Six British Columbians have been gaining valuable skills through a government-funded work experience project that uses dance to address social issues for at-risk students.
SQx Dance has been engaging students with barriers from throughout British Columbia in tasks and exercises that use dance to promote skills building. The organization addresses social issues by promoting teamwork, friendship and compassion through interactive dance instruction workshops. The work experience participants, from the Nelson area, have spent the past six months gaining marketable skills as they work with SQx Dance to expand the Interactive Dance Awareness program.
Shane Simpson, Minister of Social Development and Poverty Reduction, sees programs like this as one of the ways of reducing poverty in British Columbia.
“This project has had incredible reach. Six people have benefited from employment and training, at-risk youth have gained skills that will serve them for years to come, and communities around British Columbia have been strengthened by the social innovation promoted through the program,” Simpson said.
Carmen Moreira, executive director of SQx Dance, said, “Since our work experience project is synchronized with our Interactive Dance Awareness Program, participants with barriers to employment collaborate with at-risk educational participants in a symbiotic learning environment. The participants and youth inspire each other through a mutually beneficial knowledge transfer, understanding and healing relationship.”
Moreira was honoured earlier this year when she received a BC Social Innovation Youth Award for the work she and the organization are doing. This award recognized the work that under-30 year-olds are doing to tackle social issues in innovative ways.
Judy Darcy, MLA for New Westminster and Minister of Mental Health and Addictions, had the opportunity to see Moreira working with a group of students in New Westminster, including a sample program activity: the dance-off.
“Giving students the tools to help them navigate relationships and promote understanding is vital, particularly for youth at risk,” Darcy said. “As we continue to battle the most significant public health crisis in decades, finding new ways to boost mental health for youth couldn’t be more important. SQx Dance is providing the tools that youth need in a vibrant, engaging and fun way. It was a joy to watch them dance.”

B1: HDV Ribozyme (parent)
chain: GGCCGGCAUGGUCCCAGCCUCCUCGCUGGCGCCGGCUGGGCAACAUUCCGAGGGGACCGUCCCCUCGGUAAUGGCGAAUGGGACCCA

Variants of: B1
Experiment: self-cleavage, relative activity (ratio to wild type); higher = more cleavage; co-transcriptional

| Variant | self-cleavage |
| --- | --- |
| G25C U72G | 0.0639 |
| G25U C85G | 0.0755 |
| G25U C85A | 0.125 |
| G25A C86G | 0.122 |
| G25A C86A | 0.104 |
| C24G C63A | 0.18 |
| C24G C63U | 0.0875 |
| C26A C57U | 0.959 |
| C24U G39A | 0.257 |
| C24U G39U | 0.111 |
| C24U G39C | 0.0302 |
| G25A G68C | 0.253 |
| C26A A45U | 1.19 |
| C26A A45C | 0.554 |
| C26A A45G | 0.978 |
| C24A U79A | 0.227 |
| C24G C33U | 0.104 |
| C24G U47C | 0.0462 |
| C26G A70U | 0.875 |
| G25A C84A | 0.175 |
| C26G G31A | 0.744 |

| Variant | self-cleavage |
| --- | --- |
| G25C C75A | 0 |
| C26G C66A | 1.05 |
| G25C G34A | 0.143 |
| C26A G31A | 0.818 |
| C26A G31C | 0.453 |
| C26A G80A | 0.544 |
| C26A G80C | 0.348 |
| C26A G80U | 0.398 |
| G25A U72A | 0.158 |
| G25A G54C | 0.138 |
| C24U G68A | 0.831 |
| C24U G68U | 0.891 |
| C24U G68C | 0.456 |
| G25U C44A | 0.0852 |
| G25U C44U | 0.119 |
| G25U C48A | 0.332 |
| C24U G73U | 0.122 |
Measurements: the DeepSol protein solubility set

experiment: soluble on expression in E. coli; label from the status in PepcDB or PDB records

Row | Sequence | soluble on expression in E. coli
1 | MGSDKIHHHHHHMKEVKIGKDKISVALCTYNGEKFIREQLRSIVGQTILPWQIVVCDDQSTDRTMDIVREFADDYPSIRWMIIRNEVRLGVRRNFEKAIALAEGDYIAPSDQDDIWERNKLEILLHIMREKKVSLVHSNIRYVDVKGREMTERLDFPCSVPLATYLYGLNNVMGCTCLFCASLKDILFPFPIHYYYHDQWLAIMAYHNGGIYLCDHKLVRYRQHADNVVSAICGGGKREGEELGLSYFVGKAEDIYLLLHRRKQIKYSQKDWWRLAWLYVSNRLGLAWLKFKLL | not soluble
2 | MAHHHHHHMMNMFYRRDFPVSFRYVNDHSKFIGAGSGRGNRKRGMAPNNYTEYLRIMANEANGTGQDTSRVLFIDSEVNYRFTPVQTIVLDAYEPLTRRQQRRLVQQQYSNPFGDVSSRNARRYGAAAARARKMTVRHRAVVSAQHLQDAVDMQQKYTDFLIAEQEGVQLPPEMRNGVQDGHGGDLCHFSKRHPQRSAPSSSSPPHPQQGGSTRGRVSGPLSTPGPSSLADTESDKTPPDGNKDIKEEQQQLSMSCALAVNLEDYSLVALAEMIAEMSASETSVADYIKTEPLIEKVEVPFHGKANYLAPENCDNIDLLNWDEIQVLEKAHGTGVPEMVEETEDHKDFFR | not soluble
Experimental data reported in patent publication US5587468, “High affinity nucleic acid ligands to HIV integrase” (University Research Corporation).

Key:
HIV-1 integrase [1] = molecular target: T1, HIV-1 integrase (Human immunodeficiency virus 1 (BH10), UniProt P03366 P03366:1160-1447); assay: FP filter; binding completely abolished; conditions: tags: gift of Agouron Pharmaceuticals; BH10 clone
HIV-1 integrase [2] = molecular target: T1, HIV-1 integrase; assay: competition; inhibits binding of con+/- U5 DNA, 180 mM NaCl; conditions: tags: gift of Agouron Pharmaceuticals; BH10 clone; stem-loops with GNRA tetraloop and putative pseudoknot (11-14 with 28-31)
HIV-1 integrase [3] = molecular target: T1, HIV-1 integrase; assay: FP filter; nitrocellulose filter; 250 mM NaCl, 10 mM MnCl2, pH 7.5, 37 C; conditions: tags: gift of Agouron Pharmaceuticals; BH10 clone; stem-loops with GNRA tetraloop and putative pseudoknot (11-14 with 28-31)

As the work experience project nears completion, the participants are finding it is not only the students who have benefited — they too have become more motivated to succeed in their own lives. In doing so, they have become the role models that these children need.
“I am passionate about arts and culture, and have greatly enjoyed being a part of a company that brings this to communities that don't have a lot of opportunities to experience things like this. When you see the impact it makes, especially on particular individuals, you can't help but feel like you are doing meaningful work. Working for a company that promotes kinship and collaboration and holds it true within themselves as a group has been a gift,” said Shaenna Young, one of the project participants.
Ministry of Social Development and Poverty Reduction provided $183,585 in funding through the Job Creation Partnerships stream of the Community and Employer Partnerships program, which funds projects that increase employability levels and share labour market information.
The Community and Employer Partnerships program provides support to people who are struggling to gain a foothold in the job market. It helps build stronger partnerships with industry and labour to connect British Columbians with classroom and on-the-job training, while making it easier for employers to hire the skilled workers they need.
To date, the program has helped almost 1,675 job seekers benefit from work experience and has funded close to 300 projects throughout the province.
Photo of the SQx Dance team: https://flic.kr/p/DePvzw
Learn more about SQx Dance Company, visit: https://sqxdance.org/
For more information on Community and Employer Partnerships: www.workbc.ca/CEP
Find a local WorkBC Employment Services Centre: www.workbccentres.ca
Learn more about the Ministry of Social Development and Poverty Reduction: www.gov.bc.ca/sdpr